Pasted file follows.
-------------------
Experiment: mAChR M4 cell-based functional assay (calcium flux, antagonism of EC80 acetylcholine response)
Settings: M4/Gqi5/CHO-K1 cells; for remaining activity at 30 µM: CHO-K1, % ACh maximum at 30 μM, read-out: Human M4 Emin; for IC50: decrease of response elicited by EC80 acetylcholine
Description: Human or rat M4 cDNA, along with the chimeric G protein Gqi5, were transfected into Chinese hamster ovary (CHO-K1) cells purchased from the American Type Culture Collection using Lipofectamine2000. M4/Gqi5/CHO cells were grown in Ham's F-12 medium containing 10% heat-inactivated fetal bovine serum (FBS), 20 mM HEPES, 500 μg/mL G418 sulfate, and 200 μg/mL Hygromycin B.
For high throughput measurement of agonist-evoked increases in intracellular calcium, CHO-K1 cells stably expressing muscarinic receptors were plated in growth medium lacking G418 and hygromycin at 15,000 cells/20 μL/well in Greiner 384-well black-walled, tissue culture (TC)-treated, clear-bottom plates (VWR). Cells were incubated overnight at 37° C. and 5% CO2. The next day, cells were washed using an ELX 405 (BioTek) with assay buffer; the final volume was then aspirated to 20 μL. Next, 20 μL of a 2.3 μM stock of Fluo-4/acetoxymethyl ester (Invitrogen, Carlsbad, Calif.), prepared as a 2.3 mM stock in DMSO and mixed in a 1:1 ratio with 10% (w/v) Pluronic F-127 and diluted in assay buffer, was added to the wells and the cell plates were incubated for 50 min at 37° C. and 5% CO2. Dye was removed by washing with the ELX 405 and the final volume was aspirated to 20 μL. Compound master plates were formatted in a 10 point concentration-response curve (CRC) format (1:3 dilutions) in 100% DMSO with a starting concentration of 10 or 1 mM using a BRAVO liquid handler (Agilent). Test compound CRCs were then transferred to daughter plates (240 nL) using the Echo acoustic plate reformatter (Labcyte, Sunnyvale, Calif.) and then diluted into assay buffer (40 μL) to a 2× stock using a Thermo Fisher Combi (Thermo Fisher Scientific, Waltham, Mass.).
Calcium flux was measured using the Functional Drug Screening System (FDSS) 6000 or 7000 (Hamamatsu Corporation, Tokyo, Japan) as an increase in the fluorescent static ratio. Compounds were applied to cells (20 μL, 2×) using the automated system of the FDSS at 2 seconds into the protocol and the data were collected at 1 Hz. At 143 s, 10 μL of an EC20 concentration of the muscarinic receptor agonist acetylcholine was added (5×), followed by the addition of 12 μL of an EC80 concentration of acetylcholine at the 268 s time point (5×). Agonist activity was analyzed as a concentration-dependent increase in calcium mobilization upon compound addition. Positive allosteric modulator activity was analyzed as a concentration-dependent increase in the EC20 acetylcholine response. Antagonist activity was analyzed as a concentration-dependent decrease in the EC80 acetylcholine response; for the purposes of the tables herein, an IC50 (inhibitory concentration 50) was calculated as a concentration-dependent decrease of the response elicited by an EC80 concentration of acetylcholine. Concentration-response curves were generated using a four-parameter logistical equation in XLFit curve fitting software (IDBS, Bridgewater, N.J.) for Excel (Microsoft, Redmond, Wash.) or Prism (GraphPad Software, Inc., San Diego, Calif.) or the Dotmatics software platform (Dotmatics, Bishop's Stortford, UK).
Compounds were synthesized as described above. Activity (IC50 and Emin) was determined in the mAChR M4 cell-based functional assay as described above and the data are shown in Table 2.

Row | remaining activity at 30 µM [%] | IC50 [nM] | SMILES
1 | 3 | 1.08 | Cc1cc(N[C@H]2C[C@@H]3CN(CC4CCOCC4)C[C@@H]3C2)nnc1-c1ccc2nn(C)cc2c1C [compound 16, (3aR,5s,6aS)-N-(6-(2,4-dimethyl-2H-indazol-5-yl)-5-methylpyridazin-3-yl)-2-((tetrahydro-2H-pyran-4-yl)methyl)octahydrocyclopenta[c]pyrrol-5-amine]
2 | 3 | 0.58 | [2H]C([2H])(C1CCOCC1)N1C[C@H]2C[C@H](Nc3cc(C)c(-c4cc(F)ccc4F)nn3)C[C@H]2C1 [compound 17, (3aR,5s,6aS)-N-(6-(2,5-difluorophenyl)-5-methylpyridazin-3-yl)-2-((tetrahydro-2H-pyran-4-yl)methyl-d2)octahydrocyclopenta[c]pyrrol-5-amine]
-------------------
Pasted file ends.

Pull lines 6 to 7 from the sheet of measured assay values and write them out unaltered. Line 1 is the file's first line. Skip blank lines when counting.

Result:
Compounds were synthesized as described above. Activity (IC50 and Emin) was determined in the mAChR M4 cell-based functional assay as described above and the data are shown in Table 2.

Row | remaining activity at 30 µM [%] | IC50 [nM] | SMILES